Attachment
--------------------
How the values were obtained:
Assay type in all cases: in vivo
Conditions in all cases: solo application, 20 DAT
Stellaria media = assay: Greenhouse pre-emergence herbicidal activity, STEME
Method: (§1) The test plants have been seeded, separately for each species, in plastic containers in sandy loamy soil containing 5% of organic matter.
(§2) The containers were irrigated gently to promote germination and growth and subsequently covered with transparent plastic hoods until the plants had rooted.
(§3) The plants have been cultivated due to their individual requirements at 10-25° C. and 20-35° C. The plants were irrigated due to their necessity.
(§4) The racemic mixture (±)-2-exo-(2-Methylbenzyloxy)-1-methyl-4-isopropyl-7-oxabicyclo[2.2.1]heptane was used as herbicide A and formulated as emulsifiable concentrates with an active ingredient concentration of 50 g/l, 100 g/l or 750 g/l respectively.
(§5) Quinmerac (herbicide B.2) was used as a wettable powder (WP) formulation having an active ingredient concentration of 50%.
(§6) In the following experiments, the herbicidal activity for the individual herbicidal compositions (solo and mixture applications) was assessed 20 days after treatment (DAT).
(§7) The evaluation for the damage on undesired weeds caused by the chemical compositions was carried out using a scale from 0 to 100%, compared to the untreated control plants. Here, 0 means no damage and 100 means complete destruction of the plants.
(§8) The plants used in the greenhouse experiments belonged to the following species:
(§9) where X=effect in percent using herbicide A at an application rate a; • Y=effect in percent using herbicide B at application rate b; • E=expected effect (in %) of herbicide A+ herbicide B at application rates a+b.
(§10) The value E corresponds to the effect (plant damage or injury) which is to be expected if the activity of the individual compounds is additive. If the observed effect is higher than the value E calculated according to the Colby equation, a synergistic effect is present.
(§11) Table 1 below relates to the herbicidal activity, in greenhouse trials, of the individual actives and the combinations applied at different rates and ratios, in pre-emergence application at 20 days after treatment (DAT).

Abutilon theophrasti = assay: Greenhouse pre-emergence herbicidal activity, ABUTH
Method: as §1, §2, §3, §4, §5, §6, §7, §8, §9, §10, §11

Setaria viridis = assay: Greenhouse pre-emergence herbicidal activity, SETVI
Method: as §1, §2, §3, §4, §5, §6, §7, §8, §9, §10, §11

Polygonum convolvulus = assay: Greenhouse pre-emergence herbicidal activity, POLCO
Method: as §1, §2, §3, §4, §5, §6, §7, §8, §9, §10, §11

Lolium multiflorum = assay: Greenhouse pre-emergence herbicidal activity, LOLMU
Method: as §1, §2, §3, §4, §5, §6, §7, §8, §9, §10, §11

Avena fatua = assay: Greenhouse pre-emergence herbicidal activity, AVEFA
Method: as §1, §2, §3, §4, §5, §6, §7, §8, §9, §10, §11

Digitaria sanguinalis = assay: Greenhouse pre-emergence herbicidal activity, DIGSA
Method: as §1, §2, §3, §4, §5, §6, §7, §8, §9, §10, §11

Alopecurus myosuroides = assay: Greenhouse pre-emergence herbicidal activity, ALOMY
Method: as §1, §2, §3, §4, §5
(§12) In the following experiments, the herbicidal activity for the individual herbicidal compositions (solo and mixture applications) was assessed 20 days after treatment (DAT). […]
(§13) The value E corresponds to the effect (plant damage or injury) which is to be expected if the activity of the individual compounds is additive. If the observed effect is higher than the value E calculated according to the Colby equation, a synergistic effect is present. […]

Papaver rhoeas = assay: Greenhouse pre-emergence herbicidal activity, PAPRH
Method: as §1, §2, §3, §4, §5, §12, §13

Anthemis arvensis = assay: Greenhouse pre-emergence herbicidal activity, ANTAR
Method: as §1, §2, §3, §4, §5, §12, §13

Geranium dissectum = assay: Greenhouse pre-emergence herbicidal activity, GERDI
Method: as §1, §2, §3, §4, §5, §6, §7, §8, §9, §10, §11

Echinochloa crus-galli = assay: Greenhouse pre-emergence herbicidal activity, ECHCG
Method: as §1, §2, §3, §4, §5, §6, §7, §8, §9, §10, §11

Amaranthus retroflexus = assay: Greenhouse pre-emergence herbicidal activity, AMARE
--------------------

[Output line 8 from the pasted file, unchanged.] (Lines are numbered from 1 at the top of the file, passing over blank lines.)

(§4) The racemic mixture (±)-2-exo-(2-Methylbenzyloxy)-1-methyl-4-isopropyl-7-oxabicyclo[2.2.1]heptane was used as herbicide A and formulated as emulsifiable concentrates with an active ingredient concentration of 50 g/l, 100 g/l or 750 g/l respectively.